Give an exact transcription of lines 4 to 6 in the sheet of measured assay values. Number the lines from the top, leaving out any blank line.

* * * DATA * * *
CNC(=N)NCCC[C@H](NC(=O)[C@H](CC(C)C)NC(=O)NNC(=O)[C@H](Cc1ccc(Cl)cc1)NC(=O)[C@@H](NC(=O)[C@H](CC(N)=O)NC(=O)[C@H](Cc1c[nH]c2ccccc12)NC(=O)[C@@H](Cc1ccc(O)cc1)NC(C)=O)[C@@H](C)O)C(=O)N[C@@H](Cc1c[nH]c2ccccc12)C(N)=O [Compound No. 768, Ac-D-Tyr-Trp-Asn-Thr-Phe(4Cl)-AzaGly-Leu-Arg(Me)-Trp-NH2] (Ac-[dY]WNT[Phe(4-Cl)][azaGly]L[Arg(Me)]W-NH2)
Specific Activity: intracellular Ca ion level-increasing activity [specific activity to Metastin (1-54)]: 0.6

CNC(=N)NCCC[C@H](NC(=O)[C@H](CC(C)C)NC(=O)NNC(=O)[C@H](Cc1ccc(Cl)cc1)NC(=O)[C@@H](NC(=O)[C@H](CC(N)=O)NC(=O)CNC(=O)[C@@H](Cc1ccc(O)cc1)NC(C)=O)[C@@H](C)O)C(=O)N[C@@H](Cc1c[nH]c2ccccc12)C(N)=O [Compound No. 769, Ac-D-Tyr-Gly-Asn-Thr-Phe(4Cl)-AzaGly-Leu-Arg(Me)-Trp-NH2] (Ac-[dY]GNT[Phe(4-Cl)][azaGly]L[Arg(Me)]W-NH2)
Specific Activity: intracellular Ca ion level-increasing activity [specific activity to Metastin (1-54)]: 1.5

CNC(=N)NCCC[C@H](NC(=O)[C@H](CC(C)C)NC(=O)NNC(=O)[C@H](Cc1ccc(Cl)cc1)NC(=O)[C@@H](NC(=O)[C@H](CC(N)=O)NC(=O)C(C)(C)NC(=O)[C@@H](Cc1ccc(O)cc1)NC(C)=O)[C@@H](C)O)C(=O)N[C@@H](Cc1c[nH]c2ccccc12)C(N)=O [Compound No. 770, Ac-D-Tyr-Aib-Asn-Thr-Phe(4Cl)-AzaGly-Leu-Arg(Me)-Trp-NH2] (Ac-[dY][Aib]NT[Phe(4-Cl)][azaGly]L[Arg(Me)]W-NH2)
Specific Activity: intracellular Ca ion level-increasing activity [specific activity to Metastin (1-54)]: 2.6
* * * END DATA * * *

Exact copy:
Specific Activity: intracellular Ca ion level-increasing activity [specific activity to Metastin (1-54)]: 1.5

CNC(=N)NCCC[C@H](NC(=O)[C@H](CC(C)C)NC(=O)NNC(=O)[C@H](Cc1ccc(Cl)cc1)NC(=O)[C@@H](NC(=O)[C@H](CC(N)=O)NC(=O)C(C)(C)NC(=O)[C@@H](Cc1ccc(O)cc1)NC(C)=O)[C@@H](C)O)C(=O)N[C@@H](Cc1c[nH]c2ccccc12)C(N)=O [Compound No. 770, Ac-D-Tyr-Aib-Asn-Thr-Phe(4Cl)-AzaGly-Leu-Arg(Me)-Trp-NH2] (Ac-[dY][Aib]NT[Phe(4-Cl)][azaGly]L[Arg(Me)]W-NH2)
Specific Activity: intracellular Ca ion level-increasing activity [specific activity to Metastin (1-54)]: 2.6